When can employers legitimately push back on potentially burdensome and time consuming subject access requests (SARs)? I look at the latest Court of Appeal decisions which test some of the limits often relied on when responding to a SAR.
In particular, the Court considers privilege, proportionality and whether litigation has a legitimate purpose in subject access requests.
Subject access requests (SARs) are an important privacy right for individuals. And for employers, they are a fact of life. However, there is little doubt that they can be a burdensome, time consuming and disruptive process.
SARs can also pose a business risk. For example, if an employee considering an employment claim wishes to see what discussion of his or her performance took place prior to a redundancy, an SAR is a useful a way of obtaining early disclosure outside of the court process.
Last month in the Dawson-Damer case, the Court of Appeal decided, at least for now, the position on three issues:
- The extent of the Legal Professional Privilege exemption to the Data Protection Act 1998 (DPA)
- The proportionality of the searches a data controller is obliged to carry out; and
- Whether litigation is a proper reason for making an SAR
Mrs Dawson-Damer is the beneficiary of a Bahaman Trust which was administered by UK solicitors Taylor Wessing ("TW"). Mrs Dawson-Damer made an SAR to TW, two years before her solicitors commenced proceedings in the Bahamas challenging various aspects of the Trust.
Unsatisfied with TW's response, Mrs Dawson-Damer applied to the court for both a declaration that they had not adequately complied with the SAR and were thus breaching their compliance duties of the DPA; and further requested an order compelling them to comply with the SAR.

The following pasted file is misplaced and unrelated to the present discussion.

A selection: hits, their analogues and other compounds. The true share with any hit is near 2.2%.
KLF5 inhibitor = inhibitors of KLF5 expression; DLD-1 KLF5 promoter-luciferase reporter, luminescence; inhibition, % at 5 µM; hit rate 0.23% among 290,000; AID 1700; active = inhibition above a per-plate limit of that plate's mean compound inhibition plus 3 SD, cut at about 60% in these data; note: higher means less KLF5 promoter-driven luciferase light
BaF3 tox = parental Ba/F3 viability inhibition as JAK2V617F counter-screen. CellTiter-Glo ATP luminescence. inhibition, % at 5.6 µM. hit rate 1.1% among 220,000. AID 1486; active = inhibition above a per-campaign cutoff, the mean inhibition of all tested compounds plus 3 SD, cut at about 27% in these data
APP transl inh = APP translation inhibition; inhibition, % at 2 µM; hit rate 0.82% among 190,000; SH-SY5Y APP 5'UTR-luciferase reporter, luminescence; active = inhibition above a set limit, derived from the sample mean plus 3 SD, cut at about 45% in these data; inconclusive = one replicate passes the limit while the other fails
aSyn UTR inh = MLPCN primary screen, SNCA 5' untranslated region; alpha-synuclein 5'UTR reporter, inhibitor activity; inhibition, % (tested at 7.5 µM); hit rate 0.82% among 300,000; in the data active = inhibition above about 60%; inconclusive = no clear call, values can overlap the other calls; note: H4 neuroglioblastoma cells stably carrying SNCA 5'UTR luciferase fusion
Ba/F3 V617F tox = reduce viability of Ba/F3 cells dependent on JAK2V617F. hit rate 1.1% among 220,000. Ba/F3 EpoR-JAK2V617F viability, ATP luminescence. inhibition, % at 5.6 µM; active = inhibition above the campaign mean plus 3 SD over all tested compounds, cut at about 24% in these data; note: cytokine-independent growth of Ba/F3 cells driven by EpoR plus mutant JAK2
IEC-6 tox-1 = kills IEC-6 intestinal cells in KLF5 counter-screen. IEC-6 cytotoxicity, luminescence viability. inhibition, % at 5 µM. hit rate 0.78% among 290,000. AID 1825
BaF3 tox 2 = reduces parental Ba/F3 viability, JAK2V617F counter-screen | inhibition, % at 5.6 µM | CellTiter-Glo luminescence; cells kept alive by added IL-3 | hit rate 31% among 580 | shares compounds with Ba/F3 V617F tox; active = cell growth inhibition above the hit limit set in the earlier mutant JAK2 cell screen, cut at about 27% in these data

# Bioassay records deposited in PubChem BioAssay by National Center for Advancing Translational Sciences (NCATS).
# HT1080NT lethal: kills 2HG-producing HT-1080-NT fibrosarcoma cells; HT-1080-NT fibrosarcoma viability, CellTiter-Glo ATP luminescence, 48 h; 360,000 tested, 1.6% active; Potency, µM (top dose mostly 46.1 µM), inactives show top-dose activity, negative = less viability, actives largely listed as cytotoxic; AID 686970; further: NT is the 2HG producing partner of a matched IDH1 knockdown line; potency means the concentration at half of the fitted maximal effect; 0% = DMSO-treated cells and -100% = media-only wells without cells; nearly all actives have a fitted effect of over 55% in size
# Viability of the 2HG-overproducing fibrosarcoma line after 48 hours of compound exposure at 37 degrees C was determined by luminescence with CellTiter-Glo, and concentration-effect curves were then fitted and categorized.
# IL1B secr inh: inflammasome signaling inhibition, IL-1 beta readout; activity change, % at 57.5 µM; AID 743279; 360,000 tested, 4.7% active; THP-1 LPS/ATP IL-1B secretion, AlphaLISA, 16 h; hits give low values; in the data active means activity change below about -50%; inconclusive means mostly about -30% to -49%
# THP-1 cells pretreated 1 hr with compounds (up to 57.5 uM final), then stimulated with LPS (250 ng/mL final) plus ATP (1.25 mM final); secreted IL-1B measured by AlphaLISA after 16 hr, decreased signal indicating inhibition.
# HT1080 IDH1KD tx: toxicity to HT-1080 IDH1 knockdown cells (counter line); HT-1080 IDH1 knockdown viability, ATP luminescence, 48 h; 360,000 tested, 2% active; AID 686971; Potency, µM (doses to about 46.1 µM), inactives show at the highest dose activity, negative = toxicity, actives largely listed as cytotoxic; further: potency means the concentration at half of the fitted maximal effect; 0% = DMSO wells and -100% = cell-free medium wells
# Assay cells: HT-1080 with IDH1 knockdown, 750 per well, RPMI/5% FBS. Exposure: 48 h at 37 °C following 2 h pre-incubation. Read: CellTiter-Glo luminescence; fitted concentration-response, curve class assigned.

"Legal professional privilege" is one of the exemptions to the right of subject access. If the information sought is covered by legal advice or litigation privilege, the data controller is not required to disclose it.
TW considered that much of the requested information was exempt because it was covered by particular Panamanian trust disclosure rules. But when the case went to the appeal court, the judge interpreted privilege strictly – it only extends to normal legal professional privilege as it is known in proceedings in the UK, not to other rules or jurisdictions.
The DPA dictates that an SAR must be complied with unless such supply of copies of the information would be impossible or involve disproportionate effort.
What is disproportionate? The DPA does not specify, though the Information Commissioner (ICO) advises: "You should be prepared to make extensive efforts to find and retrieve the requested information…. It will never be reasonable to deny access to the requested information merely because responding to the request may be labour-intensive or inconvenient."
The reasoning behind this expectation is that an organisation that processes data should have processes for dealing with SARs built into its planning and systems. In its submission, the ICO said that in the cases where the data controller has carried out some searches, it may be disproportionate to require them to conduct further searches 'for some remote strand of data which may not even be held'. But in its view, it is not open to the data controller to avoid substantive compliance by arguing that work would be expensive or time consuming. The burden of proof is on the data controller to show that it has taken all reasonable steps to comply with the SAR.
TW's argument was that it was not reasonable or proportionate to carry out a search of the all the documentation to establish whether a particular document was covered by privilege. The requested documents included a mixture of information that was privileged and information that was not, therefore it would be an expensive and time consuming task to separate those documents out.
Lady Justice Arden's response was that "Disproportionate effort must involve more than an assertion that it is too difficult to search through voluminous papers. It falls to the data controller to show that the supply of the information in permanent form would involve disproportionate effort." However, in this case, there was virtually no evidence that TW had carried out a search at all.